When first even the least drop of faith is instilled in our minds, we begin to contemplate God’s face, peaceful and calm and gracious towards us. We see him afar off, but so clearly as to know we are not at all deceived. Then, the more we advance as we ought continually to advance, with steady progress, as it were, the nearer and thus surer sight of him we obtain; and by the very continuance he is made even more familiar to us.
So we see that the mind, illumined by the knowledge of God, is at first weapped up in much ignorance which is gradually dispelled. Yet, by being ignorant of certain things, or by rather obscurely discerning what it does discern, the mind is not hindered from enjoying a clear knowldge of the divine will toward itself. For what it discerns comprises the first and principal parts in faith. It is like a man who, shut up in a prison into which the sun’s rays shine obliquely and half obscured through a rather narrow window, is indeed deprived of the full sight of the sun. Yet his eyes dwell on its steadfast brightness, and he receives its benefits .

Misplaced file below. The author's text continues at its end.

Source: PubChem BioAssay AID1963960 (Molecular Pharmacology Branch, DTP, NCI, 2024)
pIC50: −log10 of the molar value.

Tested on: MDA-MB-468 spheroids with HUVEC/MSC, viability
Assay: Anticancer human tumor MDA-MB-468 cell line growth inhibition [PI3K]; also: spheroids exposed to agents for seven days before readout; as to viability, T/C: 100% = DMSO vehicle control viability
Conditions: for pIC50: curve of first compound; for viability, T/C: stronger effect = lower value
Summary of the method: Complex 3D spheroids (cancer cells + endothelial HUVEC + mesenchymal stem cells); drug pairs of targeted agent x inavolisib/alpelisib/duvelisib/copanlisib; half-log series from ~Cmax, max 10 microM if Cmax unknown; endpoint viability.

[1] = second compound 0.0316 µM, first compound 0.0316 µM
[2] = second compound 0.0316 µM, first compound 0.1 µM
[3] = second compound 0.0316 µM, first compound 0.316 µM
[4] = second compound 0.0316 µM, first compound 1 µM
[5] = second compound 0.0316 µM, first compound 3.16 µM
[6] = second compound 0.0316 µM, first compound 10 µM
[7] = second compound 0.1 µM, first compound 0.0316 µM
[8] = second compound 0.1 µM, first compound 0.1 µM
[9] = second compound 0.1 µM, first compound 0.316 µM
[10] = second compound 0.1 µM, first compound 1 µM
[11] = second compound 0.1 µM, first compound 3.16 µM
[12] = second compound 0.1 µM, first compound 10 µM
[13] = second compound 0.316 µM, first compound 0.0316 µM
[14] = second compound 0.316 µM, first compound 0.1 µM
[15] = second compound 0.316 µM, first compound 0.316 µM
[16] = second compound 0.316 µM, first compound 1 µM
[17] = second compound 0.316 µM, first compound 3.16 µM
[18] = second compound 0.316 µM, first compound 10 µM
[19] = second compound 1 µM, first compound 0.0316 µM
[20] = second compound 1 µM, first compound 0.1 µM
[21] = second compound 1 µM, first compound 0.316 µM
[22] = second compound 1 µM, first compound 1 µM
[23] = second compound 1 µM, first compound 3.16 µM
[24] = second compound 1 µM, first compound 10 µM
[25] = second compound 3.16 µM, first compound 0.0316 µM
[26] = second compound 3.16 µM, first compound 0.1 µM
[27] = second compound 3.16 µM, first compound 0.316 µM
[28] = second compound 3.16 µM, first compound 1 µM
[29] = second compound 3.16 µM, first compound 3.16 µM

Thus, bound with fetters of an earthly body, however much we are shadower on every side with great darkness, we are neevertheless illumined as much as need be for firm assurance when, to show forth his mercy, the light of God sheds even a little of its radiance.
– John Calvin, The Institutes of the Christian Religion